The first Monday in October heralds the start of the U.S. Supreme Court’s (SCOTUS) new term each year. Last year saw Roe v. Wade and the right to abortion overturned. This resulted in the states and their voters now having to decide on that right. To date, this year the conservative U.S. Supreme Court has announced several new “blockbuster” cases it will hear that may impact employers.
The biggest case are actually two lawsuits. One against Harvard University and the other against the University of North Carolina. Both address those Universities’ student admissions process and their application of affirmative action in acceptance of minority students. Though this case is not an employment case per se, it may challenge the legality of affirmative action as a whole. Employers that are government contractors and subcontractors and of a certain size must have affirmative action plans to promote the hiring and advancement of minorities in their workplace. A decision to overturn the use of preference systems to set admission goals for minority students could presage overturning the same affirmative action programs in employment.
In another important case involving discrimination issues, SCOTUS will hear a case challenging a state’s anti-discrimination law. This case arose from a website designer’s policy stating they would do no same sex wedding website work. This policy was based upon the web designer’s Christian belief that marriage is between one man and one woman. This case harks back to a 2018 case where the Court upheld “on narrow, factual grounds” in favor of a cake baker that refused to make and sell a wedding cake to a same sex couple based upon religious grounds. That SCOTUS decision left the First Amendment questions unanswered until another day. This case brings that day.
The conservative SCOTUS majority may embrace the website designer’s argument that the state’s anti-discrimination law impinges on the website designer’s right to free speech and artistic endeavor. The website designer argues that their work involved creating their website work and is protected by the First Amendment and thereby protected free speech.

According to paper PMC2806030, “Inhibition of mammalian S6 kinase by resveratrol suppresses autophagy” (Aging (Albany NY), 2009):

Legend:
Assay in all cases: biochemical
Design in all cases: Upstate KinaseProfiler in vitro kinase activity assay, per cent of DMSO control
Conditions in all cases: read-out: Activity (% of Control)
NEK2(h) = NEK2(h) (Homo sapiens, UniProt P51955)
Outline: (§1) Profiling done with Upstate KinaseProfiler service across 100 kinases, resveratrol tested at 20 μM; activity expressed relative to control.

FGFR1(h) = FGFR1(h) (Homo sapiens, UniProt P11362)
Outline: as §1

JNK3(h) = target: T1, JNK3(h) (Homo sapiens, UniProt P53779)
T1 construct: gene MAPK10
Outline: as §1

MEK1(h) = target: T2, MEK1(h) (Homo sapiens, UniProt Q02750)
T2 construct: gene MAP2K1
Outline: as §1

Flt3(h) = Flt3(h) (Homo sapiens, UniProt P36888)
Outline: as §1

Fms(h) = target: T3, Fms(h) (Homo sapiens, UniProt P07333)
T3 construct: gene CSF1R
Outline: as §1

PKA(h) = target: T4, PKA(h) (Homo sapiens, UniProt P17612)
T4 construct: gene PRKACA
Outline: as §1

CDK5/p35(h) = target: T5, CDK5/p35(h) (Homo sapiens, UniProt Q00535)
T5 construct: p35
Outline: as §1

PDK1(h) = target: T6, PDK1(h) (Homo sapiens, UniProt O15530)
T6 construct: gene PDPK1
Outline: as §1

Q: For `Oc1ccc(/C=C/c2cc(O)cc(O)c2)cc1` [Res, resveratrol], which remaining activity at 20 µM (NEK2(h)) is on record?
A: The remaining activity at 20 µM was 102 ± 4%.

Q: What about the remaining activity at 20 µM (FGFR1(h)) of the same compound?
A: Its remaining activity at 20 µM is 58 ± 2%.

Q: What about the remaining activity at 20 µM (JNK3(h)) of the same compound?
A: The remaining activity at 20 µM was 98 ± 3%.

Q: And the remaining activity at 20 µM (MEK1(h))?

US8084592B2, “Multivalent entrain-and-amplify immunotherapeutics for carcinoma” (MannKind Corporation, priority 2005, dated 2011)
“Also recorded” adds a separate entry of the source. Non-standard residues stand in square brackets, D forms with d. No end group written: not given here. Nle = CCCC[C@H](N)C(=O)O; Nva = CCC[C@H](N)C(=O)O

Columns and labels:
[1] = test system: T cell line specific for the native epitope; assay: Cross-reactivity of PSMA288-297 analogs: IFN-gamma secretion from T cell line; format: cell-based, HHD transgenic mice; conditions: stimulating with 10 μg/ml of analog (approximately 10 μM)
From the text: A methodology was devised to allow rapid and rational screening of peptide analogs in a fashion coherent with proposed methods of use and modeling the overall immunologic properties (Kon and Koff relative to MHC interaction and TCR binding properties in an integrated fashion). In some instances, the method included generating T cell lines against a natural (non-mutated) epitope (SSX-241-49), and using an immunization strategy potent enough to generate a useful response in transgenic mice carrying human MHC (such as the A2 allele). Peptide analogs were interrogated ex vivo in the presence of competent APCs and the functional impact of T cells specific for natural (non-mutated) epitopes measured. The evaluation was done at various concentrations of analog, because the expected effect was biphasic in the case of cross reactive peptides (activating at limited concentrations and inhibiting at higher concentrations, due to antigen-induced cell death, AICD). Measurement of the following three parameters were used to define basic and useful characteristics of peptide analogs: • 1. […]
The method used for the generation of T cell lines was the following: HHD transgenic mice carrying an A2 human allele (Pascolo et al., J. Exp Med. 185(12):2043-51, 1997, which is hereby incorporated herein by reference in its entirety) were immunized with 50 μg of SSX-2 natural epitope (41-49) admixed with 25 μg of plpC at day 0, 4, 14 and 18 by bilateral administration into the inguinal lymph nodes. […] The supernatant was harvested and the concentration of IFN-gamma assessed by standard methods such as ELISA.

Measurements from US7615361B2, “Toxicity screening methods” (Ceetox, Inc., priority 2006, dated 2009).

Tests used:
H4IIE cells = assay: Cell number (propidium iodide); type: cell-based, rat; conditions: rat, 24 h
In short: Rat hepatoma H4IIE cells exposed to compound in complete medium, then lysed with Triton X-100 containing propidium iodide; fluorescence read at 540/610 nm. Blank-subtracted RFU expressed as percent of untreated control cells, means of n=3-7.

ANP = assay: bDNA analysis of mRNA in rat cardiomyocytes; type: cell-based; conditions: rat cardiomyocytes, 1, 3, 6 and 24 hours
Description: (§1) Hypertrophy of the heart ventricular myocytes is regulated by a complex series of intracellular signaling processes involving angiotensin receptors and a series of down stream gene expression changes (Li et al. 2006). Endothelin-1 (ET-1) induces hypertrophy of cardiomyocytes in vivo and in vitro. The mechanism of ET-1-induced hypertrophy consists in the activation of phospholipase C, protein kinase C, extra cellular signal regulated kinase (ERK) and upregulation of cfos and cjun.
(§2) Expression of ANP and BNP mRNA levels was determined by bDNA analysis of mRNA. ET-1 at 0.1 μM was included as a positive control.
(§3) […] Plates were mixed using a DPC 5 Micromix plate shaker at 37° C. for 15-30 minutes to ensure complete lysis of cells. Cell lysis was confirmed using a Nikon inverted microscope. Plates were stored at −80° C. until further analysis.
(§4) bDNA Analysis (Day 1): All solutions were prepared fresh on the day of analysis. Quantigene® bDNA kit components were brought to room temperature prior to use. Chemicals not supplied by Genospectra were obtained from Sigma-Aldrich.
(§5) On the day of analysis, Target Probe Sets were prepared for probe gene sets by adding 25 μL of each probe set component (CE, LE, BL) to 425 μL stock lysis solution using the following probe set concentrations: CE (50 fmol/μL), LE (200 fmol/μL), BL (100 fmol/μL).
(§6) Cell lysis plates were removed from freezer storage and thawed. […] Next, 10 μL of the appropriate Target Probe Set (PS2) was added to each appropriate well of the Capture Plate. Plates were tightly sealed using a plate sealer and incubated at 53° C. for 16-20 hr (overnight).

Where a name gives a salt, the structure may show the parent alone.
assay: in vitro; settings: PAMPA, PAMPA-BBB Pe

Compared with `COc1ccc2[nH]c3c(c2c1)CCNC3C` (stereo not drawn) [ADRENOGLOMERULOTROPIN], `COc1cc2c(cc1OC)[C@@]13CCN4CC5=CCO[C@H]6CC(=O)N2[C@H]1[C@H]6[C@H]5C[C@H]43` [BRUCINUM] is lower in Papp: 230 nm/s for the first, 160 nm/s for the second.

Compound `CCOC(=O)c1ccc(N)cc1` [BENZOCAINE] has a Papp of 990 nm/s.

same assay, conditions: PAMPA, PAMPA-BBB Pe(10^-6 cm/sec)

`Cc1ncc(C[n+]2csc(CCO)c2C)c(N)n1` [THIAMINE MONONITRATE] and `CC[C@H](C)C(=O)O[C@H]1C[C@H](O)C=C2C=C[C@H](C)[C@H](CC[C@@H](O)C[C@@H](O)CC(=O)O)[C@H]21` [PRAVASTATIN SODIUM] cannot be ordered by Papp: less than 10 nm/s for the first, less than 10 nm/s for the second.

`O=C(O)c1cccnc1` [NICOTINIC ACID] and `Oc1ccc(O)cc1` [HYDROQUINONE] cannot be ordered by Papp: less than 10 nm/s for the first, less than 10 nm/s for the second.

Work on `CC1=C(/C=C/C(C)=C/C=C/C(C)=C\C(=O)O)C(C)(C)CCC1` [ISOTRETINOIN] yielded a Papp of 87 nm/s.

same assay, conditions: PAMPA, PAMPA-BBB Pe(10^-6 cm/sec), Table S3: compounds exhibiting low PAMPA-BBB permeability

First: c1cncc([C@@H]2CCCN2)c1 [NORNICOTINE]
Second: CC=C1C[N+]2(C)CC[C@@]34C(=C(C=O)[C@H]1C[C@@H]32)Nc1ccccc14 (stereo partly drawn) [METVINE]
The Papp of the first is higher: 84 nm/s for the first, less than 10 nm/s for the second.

Another major case of note in this SCOTUS term is a challenge to whether the judiciary should have oversite of partisan gerrymandering of political electoral maps. This case involves the North Carolina Supreme Court’s previous decision forcing that State’s general assembly to redraw its electoral maps because the Court believed them to be too partisan in favor of one political party. This challenge may take judicial review powers away from the judiciary based upon the argument that Article I, Section 4 of the U.S. Constitution puts the power solely in the hands of “the legislature” with sole authority to set the “times, places, and manner” of elections.
In another major case pertaining to elections, SCOTUS will again look at whether the federal government can maintain a ban prohibiting changes to voting laws if the change would allow for discriminatory voting practices. This case is again looking at the 1965 Voting Rights Act. The action by a State to establish a new political district creating a second majority-Black district is challenged as discriminatory. A lower Court in the State of Alabama found the redistricting plan was discriminatory because it put a large black majority of voters in a single district and then spread the rest among other districts thereby diluting their voting power. How SCOTUS decides this case may further gut the Voting Rights Act following a 2013 decision in which the Court struck down Section 5 of the Act that had required states with a history of voter discrimination get a waiver from the federal government before changing their voting laws.
And just Monday of this week, SCOTUS also agreed to take a case that looks at whether the National Labor Relations Act may preempt lawsuits against unions that are being sued for property damage occurring during a labor strike. This case involves an employer’s attempt to get reimbursed for concrete that spoiled (hardened) during a 2017 strike. The union is arguing that “because the concrete damage occurred incidental to a work stoppage [it] was therefore protected under the NLRA.”
The above are a few of the important cases lining up in the new Supreme Court term that may impact employers. ASE will be watching and reporting on those decisions that will impact employers as the year progresses.
Source: Law 360 Employment Authority. The 5 Biggest Cases This Supreme Court Term (9/30/2022). BREAKING: Justices To Examine Property Damage Claims Tied to Strikes. 10/3/2022.